Last week we talked about one of my favourite things... triad inversions!! Yay.
Here are the PDFs again for the shapes:
We focused last week mainly on how these are useful and how to apply them. This week I want to provide some helpful insight as how to actually learn and conquer them.
As these are moveable shapes, the possibilities of application are nearly endless, so start simple when learning them. Practically, that means just starting with major triads, and also just start with one key/chord, for example G until you have a good hold of them.
This way you can really get used to the shapes and how they relate to each other BEFORE trying to move them around too much.
Always start as close to the nut as possible without using any open strings.
Once you are confident with this, THEN try to apply it to different keys.
If you just rote learn these shapes they won't be much use to you at all in reality. But as you're learning them, focus on which note is the root, 3rd or fifth, how they relate to each other within the chord and then therefore WHY they are the shape they are.
For example, if you are playing an inversion where the 5th is the bass note, take note that the note on the next string is the root - which is a 4th up - and then the 3rd - another 3rd up - or a 6th from the bass note.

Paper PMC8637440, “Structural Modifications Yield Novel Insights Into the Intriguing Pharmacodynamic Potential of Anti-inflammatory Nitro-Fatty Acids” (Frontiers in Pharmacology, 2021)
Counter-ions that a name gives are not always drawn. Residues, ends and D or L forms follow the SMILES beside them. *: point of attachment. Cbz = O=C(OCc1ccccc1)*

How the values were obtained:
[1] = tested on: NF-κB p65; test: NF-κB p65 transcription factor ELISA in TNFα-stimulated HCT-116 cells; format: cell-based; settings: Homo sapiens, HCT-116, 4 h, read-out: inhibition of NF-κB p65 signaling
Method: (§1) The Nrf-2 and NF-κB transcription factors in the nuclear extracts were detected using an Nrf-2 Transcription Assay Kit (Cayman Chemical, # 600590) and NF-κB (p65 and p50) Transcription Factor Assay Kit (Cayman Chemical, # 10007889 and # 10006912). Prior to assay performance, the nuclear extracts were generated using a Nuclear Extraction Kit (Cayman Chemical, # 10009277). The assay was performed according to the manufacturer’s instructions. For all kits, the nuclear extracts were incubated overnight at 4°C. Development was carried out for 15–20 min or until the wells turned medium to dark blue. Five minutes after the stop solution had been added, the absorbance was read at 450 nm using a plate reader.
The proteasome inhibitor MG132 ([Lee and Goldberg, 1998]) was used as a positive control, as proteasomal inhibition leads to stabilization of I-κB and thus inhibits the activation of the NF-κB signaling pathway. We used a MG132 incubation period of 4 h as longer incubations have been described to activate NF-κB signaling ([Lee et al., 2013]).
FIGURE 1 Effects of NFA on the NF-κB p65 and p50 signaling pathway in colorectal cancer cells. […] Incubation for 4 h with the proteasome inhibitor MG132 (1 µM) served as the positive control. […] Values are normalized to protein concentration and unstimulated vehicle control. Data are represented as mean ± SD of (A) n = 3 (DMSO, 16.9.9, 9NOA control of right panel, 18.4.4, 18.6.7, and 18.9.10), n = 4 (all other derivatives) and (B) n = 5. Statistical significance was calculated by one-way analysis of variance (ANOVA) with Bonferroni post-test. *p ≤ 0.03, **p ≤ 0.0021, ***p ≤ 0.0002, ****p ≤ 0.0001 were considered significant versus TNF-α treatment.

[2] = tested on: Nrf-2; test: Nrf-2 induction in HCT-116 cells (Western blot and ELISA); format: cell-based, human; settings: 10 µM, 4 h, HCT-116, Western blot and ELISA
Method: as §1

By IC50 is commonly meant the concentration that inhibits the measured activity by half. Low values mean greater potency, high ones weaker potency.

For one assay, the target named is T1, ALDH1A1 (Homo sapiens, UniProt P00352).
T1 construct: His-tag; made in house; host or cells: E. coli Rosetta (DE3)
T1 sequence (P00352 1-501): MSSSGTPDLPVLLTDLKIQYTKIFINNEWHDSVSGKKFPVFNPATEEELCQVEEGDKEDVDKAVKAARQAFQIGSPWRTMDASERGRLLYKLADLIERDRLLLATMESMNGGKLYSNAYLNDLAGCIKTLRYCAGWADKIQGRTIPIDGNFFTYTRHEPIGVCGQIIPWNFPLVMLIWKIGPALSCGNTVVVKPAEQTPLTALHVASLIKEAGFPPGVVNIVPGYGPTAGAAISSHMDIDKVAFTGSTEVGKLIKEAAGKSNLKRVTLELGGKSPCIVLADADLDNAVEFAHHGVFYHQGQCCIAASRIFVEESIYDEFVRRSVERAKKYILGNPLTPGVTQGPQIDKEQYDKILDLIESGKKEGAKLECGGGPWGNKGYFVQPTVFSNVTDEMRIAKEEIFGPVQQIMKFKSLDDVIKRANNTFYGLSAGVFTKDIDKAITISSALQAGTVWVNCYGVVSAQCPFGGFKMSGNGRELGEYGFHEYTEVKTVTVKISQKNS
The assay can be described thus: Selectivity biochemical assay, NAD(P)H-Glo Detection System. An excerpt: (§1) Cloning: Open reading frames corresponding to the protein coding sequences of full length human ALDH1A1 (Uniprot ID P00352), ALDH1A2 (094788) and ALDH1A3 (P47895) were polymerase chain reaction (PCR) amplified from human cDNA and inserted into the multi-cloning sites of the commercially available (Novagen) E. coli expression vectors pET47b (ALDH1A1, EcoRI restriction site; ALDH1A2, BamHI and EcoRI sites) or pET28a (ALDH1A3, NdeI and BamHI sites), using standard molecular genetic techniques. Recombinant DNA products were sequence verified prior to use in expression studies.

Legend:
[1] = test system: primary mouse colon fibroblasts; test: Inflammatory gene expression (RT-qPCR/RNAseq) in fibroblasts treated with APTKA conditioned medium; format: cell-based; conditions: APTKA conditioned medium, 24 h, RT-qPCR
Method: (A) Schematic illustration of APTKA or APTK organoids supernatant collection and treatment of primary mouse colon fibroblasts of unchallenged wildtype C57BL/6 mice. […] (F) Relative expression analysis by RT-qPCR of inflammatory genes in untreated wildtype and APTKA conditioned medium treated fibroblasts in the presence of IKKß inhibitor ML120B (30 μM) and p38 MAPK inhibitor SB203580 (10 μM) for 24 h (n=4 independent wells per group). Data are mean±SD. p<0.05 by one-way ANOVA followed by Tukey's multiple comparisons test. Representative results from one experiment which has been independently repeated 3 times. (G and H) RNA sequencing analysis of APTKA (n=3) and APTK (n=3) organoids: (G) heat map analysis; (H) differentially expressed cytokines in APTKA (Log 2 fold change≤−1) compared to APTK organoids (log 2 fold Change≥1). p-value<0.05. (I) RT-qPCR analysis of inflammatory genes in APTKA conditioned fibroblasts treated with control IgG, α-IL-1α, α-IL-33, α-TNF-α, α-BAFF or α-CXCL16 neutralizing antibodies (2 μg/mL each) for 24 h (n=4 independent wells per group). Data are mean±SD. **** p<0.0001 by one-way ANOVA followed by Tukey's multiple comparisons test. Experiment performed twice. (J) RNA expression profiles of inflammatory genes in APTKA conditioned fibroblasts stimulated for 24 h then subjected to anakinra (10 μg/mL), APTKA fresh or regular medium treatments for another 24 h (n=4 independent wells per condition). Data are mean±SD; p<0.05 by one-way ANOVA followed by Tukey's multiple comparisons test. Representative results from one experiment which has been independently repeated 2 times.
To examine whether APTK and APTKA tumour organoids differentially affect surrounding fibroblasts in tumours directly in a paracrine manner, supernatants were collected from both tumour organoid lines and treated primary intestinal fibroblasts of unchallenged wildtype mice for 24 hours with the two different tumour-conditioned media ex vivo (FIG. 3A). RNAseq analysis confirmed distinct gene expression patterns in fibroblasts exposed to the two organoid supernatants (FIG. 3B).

This is important not only for ease of locating and applying, but also for being able to manipulate them later on to make them be more than just triads.
Generally when I use these triads, I'm locating them based off the root notes either on the 6th/E string or 5th/A string - even though these are barely in the inversions I use. However, understanding the relationship between the triad and the lower root notes is very helpful for being able to locate exactly where to play them, quickly.
For example, if I wanted to play A on string sets 3,4,5 - I would know there is the A on the 5th fret of E, or the open or 12th fret of A. By relating this with the intervals, this tells me I can play the inversion from the 5th on the 2nd fret (on the D string), the root on the 7th fret or the 3rd on the 11th fret.
Keep the practice drills simple at first then increase difficulty. Also, you need to be strict on yourself.
Start with just a simple 4 chord progression, all major, like A - D - E - D. Now this part is really important - choose a string set to stick to (such as 1,2,3) and pick an area of frets (e.g. 7th-10th frets or thereabouts) on the fretboard. Each time you change chords, move to the CLOSEST inversion on the same string set.
The reason why this is important is that it forces you to not just look for the shapes that you are most familiar with, but instead become accustomed with all of them. It also helps you to see the relationship between the chords.
After this, do the same but:
- in a different area
- then on a different string set
- then with only minor chords (e.g. Gm, Dm, Cm, Dm)
- then mixing major and minor chords (e.g. C, Am, F, Dm, G, Em, C, G)
- then starting in one area and moving slowly to another area/string set as you repeat the progression.
Thank you for reading, I hope you find these triads as useful as I have over the years. For applying these and using them for all their goodness, don't forget to check out triad inversions - application and usefulness.
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